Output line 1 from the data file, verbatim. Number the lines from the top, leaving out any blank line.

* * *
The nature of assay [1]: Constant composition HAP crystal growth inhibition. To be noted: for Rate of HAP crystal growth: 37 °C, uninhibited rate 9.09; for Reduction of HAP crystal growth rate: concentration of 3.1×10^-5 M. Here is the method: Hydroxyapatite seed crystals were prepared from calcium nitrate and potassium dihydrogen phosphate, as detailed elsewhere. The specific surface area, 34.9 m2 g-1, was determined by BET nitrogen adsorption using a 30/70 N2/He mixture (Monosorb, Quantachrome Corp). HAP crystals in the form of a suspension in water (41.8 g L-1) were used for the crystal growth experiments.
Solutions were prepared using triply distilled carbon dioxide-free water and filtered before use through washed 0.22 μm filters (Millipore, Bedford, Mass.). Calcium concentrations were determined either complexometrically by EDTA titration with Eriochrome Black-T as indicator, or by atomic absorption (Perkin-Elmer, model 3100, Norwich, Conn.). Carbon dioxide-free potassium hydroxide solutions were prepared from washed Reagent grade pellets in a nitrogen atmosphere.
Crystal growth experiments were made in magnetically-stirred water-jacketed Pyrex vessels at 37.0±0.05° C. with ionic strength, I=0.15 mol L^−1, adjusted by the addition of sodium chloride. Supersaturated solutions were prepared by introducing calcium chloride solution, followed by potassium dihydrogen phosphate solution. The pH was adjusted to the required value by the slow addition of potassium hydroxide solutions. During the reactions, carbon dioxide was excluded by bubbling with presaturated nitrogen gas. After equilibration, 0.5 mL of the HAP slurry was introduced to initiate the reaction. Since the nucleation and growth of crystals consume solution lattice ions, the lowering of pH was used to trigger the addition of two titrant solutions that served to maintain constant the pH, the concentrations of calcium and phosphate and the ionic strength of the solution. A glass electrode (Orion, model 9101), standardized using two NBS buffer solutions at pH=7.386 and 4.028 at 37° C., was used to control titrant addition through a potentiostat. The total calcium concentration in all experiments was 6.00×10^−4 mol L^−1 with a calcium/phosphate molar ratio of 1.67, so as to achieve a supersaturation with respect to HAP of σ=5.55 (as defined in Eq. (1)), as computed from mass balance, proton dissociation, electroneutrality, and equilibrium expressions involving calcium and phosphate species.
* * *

The nature of assay [1]: Constant composition HAP crystal growth inhibition. To be noted: for Rate of HAP crystal growth: 37 °C, uninhibited rate 9.09; for Reduction of HAP crystal growth rate: concentration of 3.1×10^-5 M. Here is the method: Hydroxyapatite seed crystals were prepared from calcium nitrate and potassium dihydrogen phosphate, as detailed elsewhere. The specific surface area, 34.9 m2 g-1, was determined by BET nitrogen adsorption using a 30/70 N2/He mixture (Monosorb, Quantachrome Corp). HAP crystals in the form of a suspension in water (41.8 g L-1) were used for the crystal growth experiments.